When advisors look for a new broker-dealer, most don’t consider the impact of a bear market on these firms — they should.
Between 1926 and 2017, we’ve experienced eight bear markets. Their duration ranged from six months to 2.8 years, while the severity of the decline varied from about 22% to an 83% drop in the S&P 500.
The 1973-1974 stock market crash was an especially deep correction, with the market losing over 45% of its value. (The crash came after the collapse of both the Bretton Woods system and the Smithsonian Agreement, causing deep dollar devaluation.)
For broker dealers, the 1973-1974 crash was extremely tough. As Raymond James explains on its website, “During the economic downturn of 1973 and 1974, with the survival of the firm in the balance and capital reserves dwindling, Tom James [sold] off portions of his prized rare coin collection to help keep our doors open.”
At a home office visit to Raymond James more than a decade ago, a recruiting executive shared that one factor that helped pull the firm out of its financial difficulties during those times was its expansion into the independent channel.
The employee channel is more vulnerable to market shifts, because it is saddled with high branch overhead items, such as leases, branch managers, compliance officers and sales assistants. As broker-dealer revenue drops, these costs remain largely constant.
The independent model, meanwhile, flips this overhead over to advisors, and in exchange they receive much higher payouts — making the broker-dealer more resilient by reducing its overhead.
In a research report issued earlier this year during the correction, Goldman Sachs provided additional insights into which broker-dealers are more resilient and which are more vulnerable in a bear market. (The day before the report was released, March 23, the S&P reached a year-to-date bottom of 2,237.40, though it’s since recovered.)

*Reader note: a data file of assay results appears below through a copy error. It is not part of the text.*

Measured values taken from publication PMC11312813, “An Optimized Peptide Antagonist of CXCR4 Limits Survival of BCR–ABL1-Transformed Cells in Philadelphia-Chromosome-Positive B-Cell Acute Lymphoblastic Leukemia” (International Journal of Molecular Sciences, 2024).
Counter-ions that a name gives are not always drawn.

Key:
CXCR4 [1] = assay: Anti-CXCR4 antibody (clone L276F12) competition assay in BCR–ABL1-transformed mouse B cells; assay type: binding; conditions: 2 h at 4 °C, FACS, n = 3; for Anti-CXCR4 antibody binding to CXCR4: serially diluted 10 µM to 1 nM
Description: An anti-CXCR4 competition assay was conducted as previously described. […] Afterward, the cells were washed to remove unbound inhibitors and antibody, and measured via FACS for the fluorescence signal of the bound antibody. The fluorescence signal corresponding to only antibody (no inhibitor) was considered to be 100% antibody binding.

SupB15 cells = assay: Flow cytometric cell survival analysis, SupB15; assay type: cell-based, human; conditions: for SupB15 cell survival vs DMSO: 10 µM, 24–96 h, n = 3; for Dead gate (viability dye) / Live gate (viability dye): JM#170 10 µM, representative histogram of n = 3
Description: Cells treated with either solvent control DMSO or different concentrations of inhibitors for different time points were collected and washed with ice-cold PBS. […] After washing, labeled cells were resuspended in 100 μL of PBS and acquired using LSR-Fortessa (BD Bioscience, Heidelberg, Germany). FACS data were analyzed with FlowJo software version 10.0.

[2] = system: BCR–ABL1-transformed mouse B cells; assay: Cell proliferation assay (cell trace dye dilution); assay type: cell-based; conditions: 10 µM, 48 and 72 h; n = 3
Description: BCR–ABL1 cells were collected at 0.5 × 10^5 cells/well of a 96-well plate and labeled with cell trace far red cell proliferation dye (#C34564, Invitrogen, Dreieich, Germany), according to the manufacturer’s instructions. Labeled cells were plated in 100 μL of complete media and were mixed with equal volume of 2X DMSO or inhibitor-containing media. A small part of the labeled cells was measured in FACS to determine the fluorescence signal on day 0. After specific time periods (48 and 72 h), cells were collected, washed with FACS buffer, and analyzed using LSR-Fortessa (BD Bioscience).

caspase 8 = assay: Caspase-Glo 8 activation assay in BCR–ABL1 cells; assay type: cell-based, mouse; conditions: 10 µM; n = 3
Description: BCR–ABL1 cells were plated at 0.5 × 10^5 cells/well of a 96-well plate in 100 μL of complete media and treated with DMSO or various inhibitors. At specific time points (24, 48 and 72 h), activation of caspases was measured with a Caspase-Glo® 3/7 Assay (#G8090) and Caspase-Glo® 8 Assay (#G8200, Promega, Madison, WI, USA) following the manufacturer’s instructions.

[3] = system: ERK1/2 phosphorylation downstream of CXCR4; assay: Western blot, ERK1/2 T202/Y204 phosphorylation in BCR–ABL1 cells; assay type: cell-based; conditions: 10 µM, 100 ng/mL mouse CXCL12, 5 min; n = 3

In the report, Goldman Sachs analyst Alexander Blostein downgraded Raymond James to sell, commenting, “The vast majority of RJF’s revenues are cyclical, tied to either equity markets (51%) or interest rates (16%), and are also exposed to elevated headwinds in Investment Banking and Capital Markets/Trading (13%).
These remarks and the related downgrade — which could be applied to many of the wirehouses and regional broker-dealers — contrasted with the report’s assessment of LPL Financial, which was raised to a buy.
The report viewed LPL as a more “pure-play” model, with Blostein expecting the firm’s revenue streams to be relatively immune to elevated market volatility, cash balances likely to spike, and recruiting growth to increase. Part of the expected recruiting boost, the analyst said, could come from smaller advisory practices looking to partner with stronger firms, creating more M&A activity for LPL.
More Vulnerable BDs
Our recruiting firm sees small broker-dealers, largely those with fewer than 100 advisors, as especially vulnerable to a bear market and certainly more vulnerable to a downturn in the markets than they were in 2008. A larger percent of their budget now must be allocated to compliance expenditures.
We surveyed small- and mid-sized broker-dealers and asked, “What percent of your budget goes to compliance related expenses?” The amount varied from 30% to 50% of their overall budget.
We also asked, “How has your compliance budget increased over the last five years?” They all said the same thing: It’s resulted in a 10% increase to the overall budget.